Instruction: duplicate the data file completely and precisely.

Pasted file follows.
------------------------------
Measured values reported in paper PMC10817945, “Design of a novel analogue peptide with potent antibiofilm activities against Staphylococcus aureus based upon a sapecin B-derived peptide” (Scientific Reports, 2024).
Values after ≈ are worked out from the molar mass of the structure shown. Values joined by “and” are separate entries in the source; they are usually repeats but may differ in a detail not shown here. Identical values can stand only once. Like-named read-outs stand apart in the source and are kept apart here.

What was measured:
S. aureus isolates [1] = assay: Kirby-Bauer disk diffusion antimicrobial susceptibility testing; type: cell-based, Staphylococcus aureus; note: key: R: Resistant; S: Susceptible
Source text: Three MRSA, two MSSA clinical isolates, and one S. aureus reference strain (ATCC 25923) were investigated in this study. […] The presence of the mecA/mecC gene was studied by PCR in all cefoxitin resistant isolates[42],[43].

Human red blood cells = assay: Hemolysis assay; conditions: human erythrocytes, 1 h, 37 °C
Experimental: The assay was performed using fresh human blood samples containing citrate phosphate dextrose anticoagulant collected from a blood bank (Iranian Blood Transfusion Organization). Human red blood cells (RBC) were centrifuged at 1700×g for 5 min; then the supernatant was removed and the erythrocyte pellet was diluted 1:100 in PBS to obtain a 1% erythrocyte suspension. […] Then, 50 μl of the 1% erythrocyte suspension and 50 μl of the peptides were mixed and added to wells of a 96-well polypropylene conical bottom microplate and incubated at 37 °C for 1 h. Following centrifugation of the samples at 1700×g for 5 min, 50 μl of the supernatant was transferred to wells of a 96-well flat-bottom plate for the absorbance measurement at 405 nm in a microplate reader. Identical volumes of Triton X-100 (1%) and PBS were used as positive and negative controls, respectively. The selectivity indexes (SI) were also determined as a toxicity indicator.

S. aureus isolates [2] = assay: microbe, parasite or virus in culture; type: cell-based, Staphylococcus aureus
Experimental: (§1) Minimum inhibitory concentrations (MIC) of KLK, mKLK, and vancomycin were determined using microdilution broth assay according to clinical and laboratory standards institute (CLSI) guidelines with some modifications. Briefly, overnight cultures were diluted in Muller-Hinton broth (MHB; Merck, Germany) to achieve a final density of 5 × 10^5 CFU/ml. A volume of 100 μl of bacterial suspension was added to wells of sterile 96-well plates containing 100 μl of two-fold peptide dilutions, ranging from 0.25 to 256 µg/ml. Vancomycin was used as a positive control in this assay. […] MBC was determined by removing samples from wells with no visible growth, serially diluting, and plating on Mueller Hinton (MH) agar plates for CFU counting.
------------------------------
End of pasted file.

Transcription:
Measured values reported in paper PMC10817945, “Design of a novel analogue peptide with potent antibiofilm activities against Staphylococcus aureus based upon a sapecin B-derived peptide” (Scientific Reports, 2024).
Values after ≈ are worked out from the molar mass of the structure shown. Values joined by “and” are separate entries in the source; they are usually repeats but may differ in a detail not shown here. Identical values can stand only once. Like-named read-outs stand apart in the source and are kept apart here.

What was measured:
S. aureus isolates [1] = assay: Kirby-Bauer disk diffusion antimicrobial susceptibility testing; type: cell-based, Staphylococcus aureus; note: key: R: Resistant; S: Susceptible
Source text: Three MRSA, two MSSA clinical isolates, and one S. aureus reference strain (ATCC 25923) were investigated in this study. […] The presence of the mecA/mecC gene was studied by PCR in all cefoxitin resistant isolates[42],[43].

Human red blood cells = assay: Hemolysis assay; conditions: human erythrocytes, 1 h, 37 °C
Experimental: The assay was performed using fresh human blood samples containing citrate phosphate dextrose anticoagulant collected from a blood bank (Iranian Blood Transfusion Organization). Human red blood cells (RBC) were centrifuged at 1700×g for 5 min; then the supernatant was removed and the erythrocyte pellet was diluted 1:100 in PBS to obtain a 1% erythrocyte suspension. […] Then, 50 μl of the 1% erythrocyte suspension and 50 μl of the peptides were mixed and added to wells of a 96-well polypropylene conical bottom microplate and incubated at 37 °C for 1 h. Following centrifugation of the samples at 1700×g for 5 min, 50 μl of the supernatant was transferred to wells of a 96-well flat-bottom plate for the absorbance measurement at 405 nm in a microplate reader. Identical volumes of Triton X-100 (1%) and PBS were used as positive and negative controls, respectively. The selectivity indexes (SI) were also determined as a toxicity indicator.

S. aureus isolates [2] = assay: microbe, parasite or virus in culture; type: cell-based, Staphylococcus aureus
Experimental: (§1) Minimum inhibitory concentrations (MIC) of KLK, mKLK, and vancomycin were determined using microdilution broth assay according to clinical and laboratory standards institute (CLSI) guidelines with some modifications. Briefly, overnight cultures were diluted in Muller-Hinton broth (MHB; Merck, Germany) to achieve a final density of 5 × 10^5 CFU/ml. A volume of 100 μl of bacterial suspension was added to wells of sterile 96-well plates containing 100 μl of two-fold peptide dilutions, ranging from 0.25 to 256 µg/ml. Vancomycin was used as a positive control in this assay. […] MBC was determined by removing samples from wells with no visible growth, serially diluting, and plating on Mueller Hinton (MH) agar plates for CFU counting.